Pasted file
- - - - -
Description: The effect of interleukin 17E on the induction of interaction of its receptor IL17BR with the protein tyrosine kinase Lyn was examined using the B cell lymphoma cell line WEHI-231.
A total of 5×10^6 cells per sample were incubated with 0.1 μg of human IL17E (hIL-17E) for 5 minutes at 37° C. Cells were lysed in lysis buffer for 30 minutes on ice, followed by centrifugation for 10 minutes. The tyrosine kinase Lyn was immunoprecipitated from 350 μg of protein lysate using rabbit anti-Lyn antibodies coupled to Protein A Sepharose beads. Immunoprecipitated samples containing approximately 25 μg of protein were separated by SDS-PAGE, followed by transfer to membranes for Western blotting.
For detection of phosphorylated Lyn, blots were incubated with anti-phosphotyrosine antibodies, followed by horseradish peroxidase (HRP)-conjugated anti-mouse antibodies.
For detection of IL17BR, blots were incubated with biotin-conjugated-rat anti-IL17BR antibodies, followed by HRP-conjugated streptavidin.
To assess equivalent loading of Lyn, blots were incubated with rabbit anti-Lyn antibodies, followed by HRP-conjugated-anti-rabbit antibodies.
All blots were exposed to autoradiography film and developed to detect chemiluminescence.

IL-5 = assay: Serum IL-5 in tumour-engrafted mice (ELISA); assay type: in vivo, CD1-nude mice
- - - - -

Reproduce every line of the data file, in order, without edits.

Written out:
Description: The effect of interleukin 17E on the induction of interaction of its receptor IL17BR with the protein tyrosine kinase Lyn was examined using the B cell lymphoma cell line WEHI-231.
A total of 5×10^6 cells per sample were incubated with 0.1 μg of human IL17E (hIL-17E) for 5 minutes at 37° C. Cells were lysed in lysis buffer for 30 minutes on ice, followed by centrifugation for 10 minutes. The tyrosine kinase Lyn was immunoprecipitated from 350 μg of protein lysate using rabbit anti-Lyn antibodies coupled to Protein A Sepharose beads. Immunoprecipitated samples containing approximately 25 μg of protein were separated by SDS-PAGE, followed by transfer to membranes for Western blotting.
For detection of phosphorylated Lyn, blots were incubated with anti-phosphotyrosine antibodies, followed by horseradish peroxidase (HRP)-conjugated anti-mouse antibodies.
For detection of IL17BR, blots were incubated with biotin-conjugated-rat anti-IL17BR antibodies, followed by HRP-conjugated streptavidin.
To assess equivalent loading of Lyn, blots were incubated with rabbit anti-Lyn antibodies, followed by HRP-conjugated-anti-rabbit antibodies.
All blots were exposed to autoradiography film and developed to detect chemiluminescence.

IL-5 = assay: Serum IL-5 in tumour-engrafted mice (ELISA); assay type: in vivo, CD1-nude mice